Looking at the opposite end of the spectrum, teams start being eliminated as early as round 15 of 26 with round 18 being the most common round for the first elimination. In the final round, the average number of teams eligible was 1.6. The most common outcome was that the championship was locked up in round 25, leaving one round to be played with the title already being decided.
One thing that the graph reveals is that in a league with an odd number of teams, the byes extend the length of time teams remain eligible for the post season and increases the number of teams eligible for the post-season in the final week of the season overall. With that in mind, let’s look at the expected nine team outcomes for 2013. Round 10 of 16 is the earliest elimination with round 11 being the most common. On average, 2.6 teams are still in contention during the final round thanks to bye weeks. The most common outcome was that the top two teams still had it all to play for in the final week.
For a closer look at next season, let’s examine the 10,000 simulated outcomes for the last place team in a nine team league. The histogram to the right shows how many of the 10,000 outcomes had each possible outcome. In 2,760 of the seasons the eventual last place finisher eliminated with three games remaining in the half season. Another 3,005 saw the last place team eliminated with four to go. That means if you are an unlucky fan of team nine in the apertura, 25-30% of your season, a.k.a, June or October, will be played after your team is eliminated. In the absolute worst case, 43 seasons saw the last place team eliminated with seven games to play. On the flip side, the last place team was still mathematically involved on the last day of the season 31 times.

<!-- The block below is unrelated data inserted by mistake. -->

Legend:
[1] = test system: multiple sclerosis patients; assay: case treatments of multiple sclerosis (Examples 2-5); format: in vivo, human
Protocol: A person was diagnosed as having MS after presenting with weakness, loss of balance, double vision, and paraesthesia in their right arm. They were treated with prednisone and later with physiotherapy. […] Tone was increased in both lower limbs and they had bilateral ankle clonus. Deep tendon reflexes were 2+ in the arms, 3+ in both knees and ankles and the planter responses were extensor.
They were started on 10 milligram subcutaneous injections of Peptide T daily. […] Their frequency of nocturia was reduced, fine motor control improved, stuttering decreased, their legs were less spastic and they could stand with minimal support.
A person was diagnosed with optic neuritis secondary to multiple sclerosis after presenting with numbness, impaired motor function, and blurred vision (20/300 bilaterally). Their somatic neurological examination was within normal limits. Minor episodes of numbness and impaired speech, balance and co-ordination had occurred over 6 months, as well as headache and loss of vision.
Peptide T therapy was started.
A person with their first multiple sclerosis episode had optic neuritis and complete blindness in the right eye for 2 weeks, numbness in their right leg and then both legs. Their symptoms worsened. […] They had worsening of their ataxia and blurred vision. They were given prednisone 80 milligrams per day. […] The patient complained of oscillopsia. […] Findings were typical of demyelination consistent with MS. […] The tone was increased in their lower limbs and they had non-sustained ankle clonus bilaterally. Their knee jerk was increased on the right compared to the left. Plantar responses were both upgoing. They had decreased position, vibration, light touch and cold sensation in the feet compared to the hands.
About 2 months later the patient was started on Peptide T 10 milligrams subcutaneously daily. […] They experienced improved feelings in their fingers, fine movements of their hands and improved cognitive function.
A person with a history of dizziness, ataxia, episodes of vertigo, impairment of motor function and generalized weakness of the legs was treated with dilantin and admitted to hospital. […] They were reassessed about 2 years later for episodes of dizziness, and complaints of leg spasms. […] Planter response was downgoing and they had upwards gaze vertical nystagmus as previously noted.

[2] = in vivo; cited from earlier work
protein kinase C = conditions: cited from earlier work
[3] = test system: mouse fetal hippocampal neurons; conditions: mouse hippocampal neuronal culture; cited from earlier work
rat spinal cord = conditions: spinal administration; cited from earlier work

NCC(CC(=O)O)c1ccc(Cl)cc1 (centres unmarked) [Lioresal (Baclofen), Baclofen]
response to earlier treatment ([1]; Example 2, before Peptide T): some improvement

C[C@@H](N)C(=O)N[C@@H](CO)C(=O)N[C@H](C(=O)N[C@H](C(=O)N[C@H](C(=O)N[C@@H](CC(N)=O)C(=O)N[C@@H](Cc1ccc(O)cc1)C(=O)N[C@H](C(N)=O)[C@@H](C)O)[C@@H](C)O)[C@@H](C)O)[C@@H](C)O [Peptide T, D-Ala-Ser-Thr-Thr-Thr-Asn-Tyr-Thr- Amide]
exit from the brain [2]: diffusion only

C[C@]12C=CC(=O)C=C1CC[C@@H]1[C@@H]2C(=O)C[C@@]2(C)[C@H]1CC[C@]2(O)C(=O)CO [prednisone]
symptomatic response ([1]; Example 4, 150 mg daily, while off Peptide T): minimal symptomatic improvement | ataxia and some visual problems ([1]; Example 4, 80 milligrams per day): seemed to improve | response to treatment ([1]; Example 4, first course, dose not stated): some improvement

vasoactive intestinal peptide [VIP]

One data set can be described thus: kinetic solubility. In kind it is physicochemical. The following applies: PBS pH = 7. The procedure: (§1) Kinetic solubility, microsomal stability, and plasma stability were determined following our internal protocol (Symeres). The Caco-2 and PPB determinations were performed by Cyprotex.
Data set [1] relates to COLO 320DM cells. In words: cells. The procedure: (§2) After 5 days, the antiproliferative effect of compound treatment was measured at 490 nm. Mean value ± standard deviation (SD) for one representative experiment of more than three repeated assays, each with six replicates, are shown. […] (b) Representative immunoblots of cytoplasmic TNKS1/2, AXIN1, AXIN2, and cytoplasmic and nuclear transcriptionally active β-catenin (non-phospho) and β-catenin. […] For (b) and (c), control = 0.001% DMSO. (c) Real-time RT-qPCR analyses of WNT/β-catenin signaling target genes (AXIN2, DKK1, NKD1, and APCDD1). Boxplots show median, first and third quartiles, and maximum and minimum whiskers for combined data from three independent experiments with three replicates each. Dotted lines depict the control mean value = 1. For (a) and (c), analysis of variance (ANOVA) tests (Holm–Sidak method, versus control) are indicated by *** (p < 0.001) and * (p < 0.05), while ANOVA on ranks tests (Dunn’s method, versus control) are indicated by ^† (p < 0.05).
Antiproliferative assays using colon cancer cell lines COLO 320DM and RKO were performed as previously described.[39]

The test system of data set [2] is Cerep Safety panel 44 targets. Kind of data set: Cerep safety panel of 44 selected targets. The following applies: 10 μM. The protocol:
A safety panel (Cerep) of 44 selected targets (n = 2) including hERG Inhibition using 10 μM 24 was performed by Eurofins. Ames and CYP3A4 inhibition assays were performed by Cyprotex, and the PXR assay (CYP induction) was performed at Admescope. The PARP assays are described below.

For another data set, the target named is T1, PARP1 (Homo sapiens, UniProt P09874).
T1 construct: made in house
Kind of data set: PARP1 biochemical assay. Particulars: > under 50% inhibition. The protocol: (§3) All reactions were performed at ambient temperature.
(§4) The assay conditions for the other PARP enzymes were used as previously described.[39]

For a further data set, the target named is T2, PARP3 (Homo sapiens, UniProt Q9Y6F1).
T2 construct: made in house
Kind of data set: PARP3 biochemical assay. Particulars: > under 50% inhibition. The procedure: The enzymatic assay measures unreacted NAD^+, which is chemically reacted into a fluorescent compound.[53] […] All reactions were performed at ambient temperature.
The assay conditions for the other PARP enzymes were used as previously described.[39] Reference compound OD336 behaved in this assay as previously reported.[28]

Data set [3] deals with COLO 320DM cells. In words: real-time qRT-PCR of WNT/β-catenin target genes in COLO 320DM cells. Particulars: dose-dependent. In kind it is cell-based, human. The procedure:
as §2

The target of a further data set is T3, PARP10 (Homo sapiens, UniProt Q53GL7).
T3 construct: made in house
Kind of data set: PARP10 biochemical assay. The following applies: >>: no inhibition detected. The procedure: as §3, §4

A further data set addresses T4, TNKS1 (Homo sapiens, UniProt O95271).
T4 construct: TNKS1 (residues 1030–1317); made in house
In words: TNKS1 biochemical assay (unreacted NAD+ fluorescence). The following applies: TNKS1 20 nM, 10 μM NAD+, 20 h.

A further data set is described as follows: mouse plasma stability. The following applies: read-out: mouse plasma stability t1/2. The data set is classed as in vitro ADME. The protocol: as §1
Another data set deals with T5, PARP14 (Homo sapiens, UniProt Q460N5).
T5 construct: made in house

Another way of displaying the histogram above is called a box plot. This condenses the
information above to a single column in a graph allowing us to see all teams in the nine team format in a single image. The ninth place team in the graph to the left is still colored red and shows exactly the same information as the above histogram. Obviously the first place finisher in all 10,000 seasons never suffered having to play a game after being eliminated, but every other team did. Over all seasons, fourth place or lower was eliminated with eight games remaining, fully half of the season, at least one time (exactly once for the fourth place finisher) and even the second place finisher was eliminated as early as with six games remaining.